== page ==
Public sector organisations such as councils and health services in the UK have a long and honourable tradition of transparency in procurement of goods and services and strong fair competition measures in place in their tendering processes.
When I said that to someone from a small telehealth supplier company recently his response was a rolling of the eyes and a look that said “Where have you been?” He then proceeded to list some of the anti-competitive tactics employed by some suppliers and councils to subvert neutrality in procurement to ensure that the outcome is a pre-determined result.
Have you been on the receiving end of some of these practices?
Or maybe you would like to confess to using some?
Normal market forces make it difficult enough for companies to compete without having the odds unfairly stacked against them, so I’m throwing this issue open to readers to blow the whistle on these tactics. I think it will not be necessary to name companies or organisations – just leave a comment and describe the tactic(s).
Anonymous comments will be considered for publication, but please note from our Anonymity Policy: if you wish to comment anonymously please email it to me in confidence first. I will anonymise and post it for you. firstname.lastname@example.org
Posted by Steve for Anonymous 1
Dirty tactics – large players gang up
If it isn’t the Government stacking the odds in favour of their preferred providers then there is also collaboration between large players to ensure that smaller third parties cannot sell into the market. They simply gang up and refuse to supply the equipment or they use their collective muscle to squash any attempt to compete. The UK is a waste of time for newcomers to the market. Although the telehealth / telecare industry comes outside the National program for IT in the NHS you only have to look at the way that program was run to see appalling procurement practices openly being pursued and with the full blessing of the Government.
One technique that has long been used is, of course, to write the RFP so very tightly that it effectively precludes all but the company/product of choice.
Agree with Trevor. I have been involved in tenders where the RFP has been so tight and selective that only one company could win even though they where the most expensive. This is common practice within local authority telecare offices and is very easy to get away with and is encouraged. There is also a lot of friendly friendly purchases! Funny this is mentioned now as I have been considering whistle blowing these types of practices over the last few weeks.
Steve for Anonymous 2
Big guns barge in!
I had a private meeting arranged with a PCT as a potential customer and confirmed beforehand that I was the only one speaking and who was in the selected small audience. I could also set the agenda.
When I arrived I found reps from a large well known company were there in my slot, set up to give the first of 2 presentations – with mine to be second! They were involved with telehealth with a contact close to the PCT (and from a different PCT) and, having got wind of the meeting, got themselves invited along. I decided at notice, to listen to their presentation but not let them stay for mine. They talked longer than agreed and were not stopped. My time was cut from an hour to less than 20 minutes as as result. These tactics are apparently not uncommon.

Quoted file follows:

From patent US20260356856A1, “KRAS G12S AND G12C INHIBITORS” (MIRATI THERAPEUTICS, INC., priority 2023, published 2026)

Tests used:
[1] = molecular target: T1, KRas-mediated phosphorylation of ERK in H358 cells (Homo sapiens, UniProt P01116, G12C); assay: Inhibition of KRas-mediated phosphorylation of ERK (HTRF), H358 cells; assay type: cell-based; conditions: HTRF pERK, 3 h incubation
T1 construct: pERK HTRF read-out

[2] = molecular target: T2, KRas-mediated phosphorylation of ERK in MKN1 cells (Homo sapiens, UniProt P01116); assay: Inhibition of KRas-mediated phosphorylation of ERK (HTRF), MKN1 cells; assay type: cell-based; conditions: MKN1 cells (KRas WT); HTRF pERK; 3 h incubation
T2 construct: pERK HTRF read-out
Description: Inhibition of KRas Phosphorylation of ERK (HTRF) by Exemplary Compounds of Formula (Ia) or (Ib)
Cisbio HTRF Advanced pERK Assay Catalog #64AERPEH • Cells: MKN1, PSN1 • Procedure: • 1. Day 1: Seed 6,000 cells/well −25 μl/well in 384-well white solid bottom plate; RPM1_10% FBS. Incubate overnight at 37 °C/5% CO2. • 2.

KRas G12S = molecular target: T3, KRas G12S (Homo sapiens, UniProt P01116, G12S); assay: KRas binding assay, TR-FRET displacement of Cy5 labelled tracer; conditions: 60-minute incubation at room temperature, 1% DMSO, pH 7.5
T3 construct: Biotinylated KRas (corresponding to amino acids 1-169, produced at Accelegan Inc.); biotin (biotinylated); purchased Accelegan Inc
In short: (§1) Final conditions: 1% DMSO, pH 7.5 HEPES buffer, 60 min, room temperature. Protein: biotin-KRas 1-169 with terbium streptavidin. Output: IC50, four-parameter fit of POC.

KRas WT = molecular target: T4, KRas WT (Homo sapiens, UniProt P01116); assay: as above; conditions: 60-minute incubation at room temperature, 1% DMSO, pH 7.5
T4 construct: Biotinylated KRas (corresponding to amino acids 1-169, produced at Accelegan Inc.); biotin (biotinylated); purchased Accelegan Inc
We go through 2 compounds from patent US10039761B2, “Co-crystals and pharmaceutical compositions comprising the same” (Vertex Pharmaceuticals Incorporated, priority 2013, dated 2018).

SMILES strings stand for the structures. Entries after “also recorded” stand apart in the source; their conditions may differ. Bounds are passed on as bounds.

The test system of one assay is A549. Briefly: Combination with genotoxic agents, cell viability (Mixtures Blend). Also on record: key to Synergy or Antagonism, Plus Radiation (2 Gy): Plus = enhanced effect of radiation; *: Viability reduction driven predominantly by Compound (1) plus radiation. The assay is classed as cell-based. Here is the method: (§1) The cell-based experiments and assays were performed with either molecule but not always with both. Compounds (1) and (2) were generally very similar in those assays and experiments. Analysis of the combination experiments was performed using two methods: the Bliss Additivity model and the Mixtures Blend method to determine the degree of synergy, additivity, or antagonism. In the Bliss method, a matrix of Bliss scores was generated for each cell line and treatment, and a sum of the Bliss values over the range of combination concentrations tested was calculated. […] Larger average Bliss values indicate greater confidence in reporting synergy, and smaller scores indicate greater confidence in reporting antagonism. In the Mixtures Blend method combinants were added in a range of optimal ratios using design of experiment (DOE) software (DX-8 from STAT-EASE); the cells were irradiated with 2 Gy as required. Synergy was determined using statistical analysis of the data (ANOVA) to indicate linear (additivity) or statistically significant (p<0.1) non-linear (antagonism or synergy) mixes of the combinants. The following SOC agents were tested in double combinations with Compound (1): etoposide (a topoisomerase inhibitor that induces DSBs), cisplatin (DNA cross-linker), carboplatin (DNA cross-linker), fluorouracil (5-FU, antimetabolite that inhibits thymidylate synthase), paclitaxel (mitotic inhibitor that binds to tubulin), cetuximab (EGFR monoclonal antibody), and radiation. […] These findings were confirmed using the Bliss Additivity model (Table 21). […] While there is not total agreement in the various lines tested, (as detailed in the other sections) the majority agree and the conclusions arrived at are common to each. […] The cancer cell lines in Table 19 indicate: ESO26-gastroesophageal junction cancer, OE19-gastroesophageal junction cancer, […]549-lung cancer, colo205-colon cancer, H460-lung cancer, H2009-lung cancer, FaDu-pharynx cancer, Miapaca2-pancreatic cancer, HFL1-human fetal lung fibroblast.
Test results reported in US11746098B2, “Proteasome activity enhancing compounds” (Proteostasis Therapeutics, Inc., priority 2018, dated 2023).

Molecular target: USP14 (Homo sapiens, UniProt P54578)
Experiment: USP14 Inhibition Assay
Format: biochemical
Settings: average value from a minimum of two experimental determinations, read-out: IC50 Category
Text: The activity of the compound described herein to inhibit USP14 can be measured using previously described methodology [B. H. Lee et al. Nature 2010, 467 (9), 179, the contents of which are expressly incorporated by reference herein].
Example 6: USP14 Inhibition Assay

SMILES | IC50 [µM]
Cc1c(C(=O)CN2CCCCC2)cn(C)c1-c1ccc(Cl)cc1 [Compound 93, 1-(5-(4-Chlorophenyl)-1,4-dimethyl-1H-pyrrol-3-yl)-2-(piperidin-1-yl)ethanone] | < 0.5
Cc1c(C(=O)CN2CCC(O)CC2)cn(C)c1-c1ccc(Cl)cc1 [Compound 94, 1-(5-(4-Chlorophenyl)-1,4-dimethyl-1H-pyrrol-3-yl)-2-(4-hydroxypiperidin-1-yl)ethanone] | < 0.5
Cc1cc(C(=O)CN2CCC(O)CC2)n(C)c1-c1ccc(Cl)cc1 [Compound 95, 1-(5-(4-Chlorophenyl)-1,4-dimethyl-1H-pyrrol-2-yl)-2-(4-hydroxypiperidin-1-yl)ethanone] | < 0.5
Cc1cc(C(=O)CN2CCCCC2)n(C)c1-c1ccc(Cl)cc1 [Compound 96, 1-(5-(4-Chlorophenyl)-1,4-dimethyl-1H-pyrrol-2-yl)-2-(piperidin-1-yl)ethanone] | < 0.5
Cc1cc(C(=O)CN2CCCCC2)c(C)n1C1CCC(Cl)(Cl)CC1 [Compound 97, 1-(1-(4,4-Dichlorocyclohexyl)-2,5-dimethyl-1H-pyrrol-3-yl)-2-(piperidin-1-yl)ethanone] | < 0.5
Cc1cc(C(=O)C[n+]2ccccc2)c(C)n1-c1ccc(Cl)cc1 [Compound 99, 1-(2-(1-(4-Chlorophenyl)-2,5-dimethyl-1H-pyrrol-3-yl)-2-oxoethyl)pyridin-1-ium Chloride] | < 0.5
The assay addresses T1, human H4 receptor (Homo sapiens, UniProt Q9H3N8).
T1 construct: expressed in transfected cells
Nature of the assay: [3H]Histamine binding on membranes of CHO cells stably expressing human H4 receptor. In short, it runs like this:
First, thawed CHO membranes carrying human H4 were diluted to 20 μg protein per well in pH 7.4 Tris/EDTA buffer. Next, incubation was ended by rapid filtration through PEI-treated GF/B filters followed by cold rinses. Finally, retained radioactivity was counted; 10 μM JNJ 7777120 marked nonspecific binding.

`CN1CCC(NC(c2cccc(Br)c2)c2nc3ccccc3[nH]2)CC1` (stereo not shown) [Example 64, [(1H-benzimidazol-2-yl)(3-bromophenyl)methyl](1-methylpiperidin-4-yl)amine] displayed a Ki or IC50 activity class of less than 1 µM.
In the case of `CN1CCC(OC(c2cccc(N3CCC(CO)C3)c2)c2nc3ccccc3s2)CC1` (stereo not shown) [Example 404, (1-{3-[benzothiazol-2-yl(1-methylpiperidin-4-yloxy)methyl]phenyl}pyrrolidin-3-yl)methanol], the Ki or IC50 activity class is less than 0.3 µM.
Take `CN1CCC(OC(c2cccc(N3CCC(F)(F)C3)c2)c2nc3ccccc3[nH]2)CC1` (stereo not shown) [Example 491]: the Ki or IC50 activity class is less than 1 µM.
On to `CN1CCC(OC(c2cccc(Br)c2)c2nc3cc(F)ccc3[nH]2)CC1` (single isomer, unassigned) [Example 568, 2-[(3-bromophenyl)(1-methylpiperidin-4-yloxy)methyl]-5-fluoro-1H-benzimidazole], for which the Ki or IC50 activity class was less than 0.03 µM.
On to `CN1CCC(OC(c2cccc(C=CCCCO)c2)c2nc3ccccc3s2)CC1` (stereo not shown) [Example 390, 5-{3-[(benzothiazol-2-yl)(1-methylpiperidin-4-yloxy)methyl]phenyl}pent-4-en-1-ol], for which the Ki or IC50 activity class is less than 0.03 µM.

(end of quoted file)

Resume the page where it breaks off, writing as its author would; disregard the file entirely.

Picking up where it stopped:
So blatant it’s stupid
We were recently asked to supply one of three competitive quotes for telecare for 20 tenants. The invitation specified a well-known supplier’s branded equipment by name! Did they think we were retailing our competitor’s equipment? We complained of this bias. We have now received a further invitation from a separate organisation for another project, with the same specification!
I’m not really sure of the purpose of this thread, or why it was started, if the names of councils and suppliers are not mentioned what is the point? Come on let’s be brave!
Steve for Anonymous 3
Supplier status changed in mysterious circumstances
My firm was made preferred supplier by a local authority commissioning several supported living developments for people with disabilities from RSLs. One of the RSLs invited quotes for telecare from three suppliers including us and a market leader. The market leader won the work. We were not informed of the result and followed up with the building contractor who told us that our bid had been price adjusted (without our knowledge). It had been the cheapest initially until the nonsensical ‘adjustment’ made it more expensive. The price adjustments were clearly partial since on top of telecare costs, the successful supplier’s system involved additional costs of wiring infrastructure which its system required but ours did not, and this was excluded from the analysis.
We checked the RSL’s website and found an advertisement for the telecare supplier (I notice some local authority websites also advertise or provide links to this supplier).
Our complaint to the commissioning local authority was peremptorily dismissed on the grounds that it was not their responsibility, even though they were providing most of the capital funding for the development.
The telecare business on these contracts alone could be worth over a quarter of a million pounds. I hope that people being entertained by companies at the forthcoming conference dinner realise that ultimately this largesse is being funded by taxpayers who are probably paying over the odds for the products and services which have probably been unfairly protected from competition on price or quality.